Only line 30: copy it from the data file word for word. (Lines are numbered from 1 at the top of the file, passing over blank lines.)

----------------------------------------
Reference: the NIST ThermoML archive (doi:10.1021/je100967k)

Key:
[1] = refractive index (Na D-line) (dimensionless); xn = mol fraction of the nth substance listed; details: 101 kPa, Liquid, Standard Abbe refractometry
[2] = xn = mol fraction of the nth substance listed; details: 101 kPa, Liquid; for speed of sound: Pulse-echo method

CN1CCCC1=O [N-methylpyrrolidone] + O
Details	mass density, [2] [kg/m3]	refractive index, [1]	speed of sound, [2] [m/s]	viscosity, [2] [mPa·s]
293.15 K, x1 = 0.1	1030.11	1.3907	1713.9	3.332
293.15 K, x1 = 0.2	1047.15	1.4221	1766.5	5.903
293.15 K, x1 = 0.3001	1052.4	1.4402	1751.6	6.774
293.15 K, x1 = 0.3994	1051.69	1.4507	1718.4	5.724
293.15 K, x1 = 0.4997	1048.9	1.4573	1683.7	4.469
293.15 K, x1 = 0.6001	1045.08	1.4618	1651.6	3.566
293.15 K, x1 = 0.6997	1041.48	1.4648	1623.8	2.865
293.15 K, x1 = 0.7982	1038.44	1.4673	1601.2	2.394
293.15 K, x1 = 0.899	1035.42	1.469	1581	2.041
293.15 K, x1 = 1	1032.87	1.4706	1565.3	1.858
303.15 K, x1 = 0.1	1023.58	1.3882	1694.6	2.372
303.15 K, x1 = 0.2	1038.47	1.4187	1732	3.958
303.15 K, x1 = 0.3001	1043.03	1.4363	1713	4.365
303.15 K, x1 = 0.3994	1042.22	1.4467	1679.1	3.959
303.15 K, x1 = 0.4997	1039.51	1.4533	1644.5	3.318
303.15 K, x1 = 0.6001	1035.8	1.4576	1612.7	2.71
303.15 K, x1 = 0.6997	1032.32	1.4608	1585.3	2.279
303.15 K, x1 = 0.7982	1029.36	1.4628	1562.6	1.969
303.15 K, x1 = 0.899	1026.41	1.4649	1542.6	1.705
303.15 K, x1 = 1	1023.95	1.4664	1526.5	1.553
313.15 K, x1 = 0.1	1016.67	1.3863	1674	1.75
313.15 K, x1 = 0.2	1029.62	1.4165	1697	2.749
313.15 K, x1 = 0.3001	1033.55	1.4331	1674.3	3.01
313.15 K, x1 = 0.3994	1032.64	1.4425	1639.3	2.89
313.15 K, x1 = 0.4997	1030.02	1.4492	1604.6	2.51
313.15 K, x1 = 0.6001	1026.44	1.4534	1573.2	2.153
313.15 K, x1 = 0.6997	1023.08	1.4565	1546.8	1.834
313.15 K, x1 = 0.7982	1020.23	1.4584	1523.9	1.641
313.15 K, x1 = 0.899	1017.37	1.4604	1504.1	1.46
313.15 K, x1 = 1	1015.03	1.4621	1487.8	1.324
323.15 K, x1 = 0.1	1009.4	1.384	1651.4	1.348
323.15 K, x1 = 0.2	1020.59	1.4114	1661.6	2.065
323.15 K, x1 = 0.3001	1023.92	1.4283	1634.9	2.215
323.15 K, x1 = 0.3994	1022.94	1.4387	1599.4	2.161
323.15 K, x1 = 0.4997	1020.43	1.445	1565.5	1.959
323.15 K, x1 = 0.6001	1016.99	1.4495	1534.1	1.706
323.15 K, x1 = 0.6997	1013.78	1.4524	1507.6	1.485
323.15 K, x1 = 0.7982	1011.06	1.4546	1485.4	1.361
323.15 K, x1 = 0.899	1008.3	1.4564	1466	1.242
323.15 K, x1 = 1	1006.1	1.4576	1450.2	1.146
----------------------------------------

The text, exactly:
313.15 K, x1 = 0.3994	1032.64	1.4425	1639.3	2.89